November 26, 2019

Nominal Effective Exchange Rate seasonality November & December update

BY Olivier Desbarres

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This report updates the monthly seasonal patterns of 32 major Nominal Effective Exchange Rates (NEERs) going back to May 2010, using over 90,000 daily data points with trade-weights derived from the BIS (April 2019) and national central banks (see Nominal Effective Exchange Rates: Monthly seasonal patterns, 10 January 2019).

A number of factors can drive currency seasonality, including underlying seasonal patterns in balance of payment flows, the timing of public holidays and market liquidity. However, major domestic or international events (e.g. Brexit) or significant changes in central bank or government policy can break down even well established seasonal currency patterns.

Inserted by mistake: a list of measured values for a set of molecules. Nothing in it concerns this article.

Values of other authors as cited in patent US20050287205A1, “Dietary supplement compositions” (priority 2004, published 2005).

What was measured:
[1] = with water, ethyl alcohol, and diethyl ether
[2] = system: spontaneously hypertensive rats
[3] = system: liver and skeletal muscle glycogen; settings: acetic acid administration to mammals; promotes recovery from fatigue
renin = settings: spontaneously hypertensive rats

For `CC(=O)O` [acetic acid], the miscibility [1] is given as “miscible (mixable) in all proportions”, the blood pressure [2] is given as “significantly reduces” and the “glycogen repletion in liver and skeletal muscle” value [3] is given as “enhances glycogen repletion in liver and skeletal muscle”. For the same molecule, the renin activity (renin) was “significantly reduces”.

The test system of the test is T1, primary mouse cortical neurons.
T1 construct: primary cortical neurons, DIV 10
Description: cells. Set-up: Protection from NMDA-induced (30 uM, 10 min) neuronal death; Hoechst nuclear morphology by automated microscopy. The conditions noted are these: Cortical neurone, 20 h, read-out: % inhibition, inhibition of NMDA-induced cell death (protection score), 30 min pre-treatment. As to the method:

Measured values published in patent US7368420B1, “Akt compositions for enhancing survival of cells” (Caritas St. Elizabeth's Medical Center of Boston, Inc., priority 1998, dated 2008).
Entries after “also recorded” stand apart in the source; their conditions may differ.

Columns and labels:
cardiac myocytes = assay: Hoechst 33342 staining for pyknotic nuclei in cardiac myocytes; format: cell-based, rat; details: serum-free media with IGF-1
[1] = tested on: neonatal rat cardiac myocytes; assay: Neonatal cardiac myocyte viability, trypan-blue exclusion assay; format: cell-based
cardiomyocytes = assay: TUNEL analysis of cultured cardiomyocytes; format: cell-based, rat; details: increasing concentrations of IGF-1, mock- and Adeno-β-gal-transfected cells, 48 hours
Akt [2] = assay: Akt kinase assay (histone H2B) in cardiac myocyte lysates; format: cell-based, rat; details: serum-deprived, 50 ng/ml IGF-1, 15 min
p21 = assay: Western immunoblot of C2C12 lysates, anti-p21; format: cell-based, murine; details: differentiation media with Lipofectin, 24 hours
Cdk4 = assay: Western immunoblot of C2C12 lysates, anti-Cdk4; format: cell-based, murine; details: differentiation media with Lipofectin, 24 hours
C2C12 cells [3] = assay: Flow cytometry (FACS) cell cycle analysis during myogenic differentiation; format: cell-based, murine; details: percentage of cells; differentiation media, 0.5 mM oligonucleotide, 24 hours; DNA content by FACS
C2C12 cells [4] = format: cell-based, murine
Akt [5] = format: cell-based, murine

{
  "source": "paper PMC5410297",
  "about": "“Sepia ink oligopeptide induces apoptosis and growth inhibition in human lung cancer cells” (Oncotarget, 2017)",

Based on average (rather than month-end) data, monthly NEER seasonality in the past nine years has been very low in low-yielding Non-Japan Asian currencies, EUR and ROL and elevated in high-yielding emerging market currencies and to a lesser extent JPY.

In December, seasonality has been modest with a few exceptions. CHF and NZD have been the strongest currencies, appreciating on average by 0.7% mom and 0.6% mom respectively but this equates to less than one standard deviation. SEK, ZAR and PHP have appreciated respectively 0.5%, 0.5% and 0.3%, or by just over one standard deviation.

Conversely, ARS has been weakest currency in December, depreciating on average by close to 3% (<1 standard deviation). RUB, JPY, NOK and PLN have historically weakened respectively 2.0%, 1.4%, 1.1%, 0.7% – equivalent to just over one standard deviations.